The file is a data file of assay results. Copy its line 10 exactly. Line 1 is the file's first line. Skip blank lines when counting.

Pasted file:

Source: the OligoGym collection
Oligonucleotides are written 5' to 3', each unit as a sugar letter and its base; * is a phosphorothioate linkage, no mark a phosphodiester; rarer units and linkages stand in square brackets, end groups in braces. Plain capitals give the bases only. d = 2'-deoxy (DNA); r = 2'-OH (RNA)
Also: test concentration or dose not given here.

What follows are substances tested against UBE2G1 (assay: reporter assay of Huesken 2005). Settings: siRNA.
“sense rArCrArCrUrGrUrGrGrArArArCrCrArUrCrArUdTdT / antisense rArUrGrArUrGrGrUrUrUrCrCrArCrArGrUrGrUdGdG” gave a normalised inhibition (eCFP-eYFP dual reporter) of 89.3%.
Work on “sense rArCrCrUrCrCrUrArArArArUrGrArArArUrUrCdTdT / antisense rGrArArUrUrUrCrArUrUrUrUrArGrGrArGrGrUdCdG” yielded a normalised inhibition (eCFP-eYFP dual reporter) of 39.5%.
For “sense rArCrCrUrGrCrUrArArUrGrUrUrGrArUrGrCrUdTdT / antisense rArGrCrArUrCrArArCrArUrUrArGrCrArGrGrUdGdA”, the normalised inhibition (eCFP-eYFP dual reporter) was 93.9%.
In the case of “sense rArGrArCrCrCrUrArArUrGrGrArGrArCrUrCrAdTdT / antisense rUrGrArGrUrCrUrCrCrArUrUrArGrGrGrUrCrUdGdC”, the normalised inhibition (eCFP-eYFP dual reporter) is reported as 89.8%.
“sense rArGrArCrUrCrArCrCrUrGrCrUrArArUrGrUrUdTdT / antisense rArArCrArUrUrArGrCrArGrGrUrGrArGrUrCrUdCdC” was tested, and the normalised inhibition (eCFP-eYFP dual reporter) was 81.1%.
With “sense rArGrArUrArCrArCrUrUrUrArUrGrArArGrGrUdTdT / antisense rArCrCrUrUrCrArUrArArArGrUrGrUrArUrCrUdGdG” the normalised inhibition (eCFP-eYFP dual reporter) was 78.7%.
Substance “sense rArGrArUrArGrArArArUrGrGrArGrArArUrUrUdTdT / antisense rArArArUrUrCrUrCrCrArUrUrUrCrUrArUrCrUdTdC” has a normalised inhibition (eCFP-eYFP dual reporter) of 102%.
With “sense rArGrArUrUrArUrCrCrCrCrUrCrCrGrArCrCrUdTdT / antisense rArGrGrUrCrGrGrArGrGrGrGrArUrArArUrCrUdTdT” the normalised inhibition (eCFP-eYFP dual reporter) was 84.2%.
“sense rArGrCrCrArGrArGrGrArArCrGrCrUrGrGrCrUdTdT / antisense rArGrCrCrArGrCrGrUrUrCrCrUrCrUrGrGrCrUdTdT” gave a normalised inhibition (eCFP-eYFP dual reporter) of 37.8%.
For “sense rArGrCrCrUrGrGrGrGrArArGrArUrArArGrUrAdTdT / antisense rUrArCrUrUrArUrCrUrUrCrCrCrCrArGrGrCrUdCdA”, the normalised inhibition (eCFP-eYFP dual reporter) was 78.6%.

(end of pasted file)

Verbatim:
With “sense rArGrArUrArCrArCrUrUrUrArUrGrArArGrGrUdTdT / antisense rArCrCrUrUrCrArUrArArArGrUrGrUrArUrCrUdGdG” the normalised inhibition (eCFP-eYFP dual reporter) was 78.7%.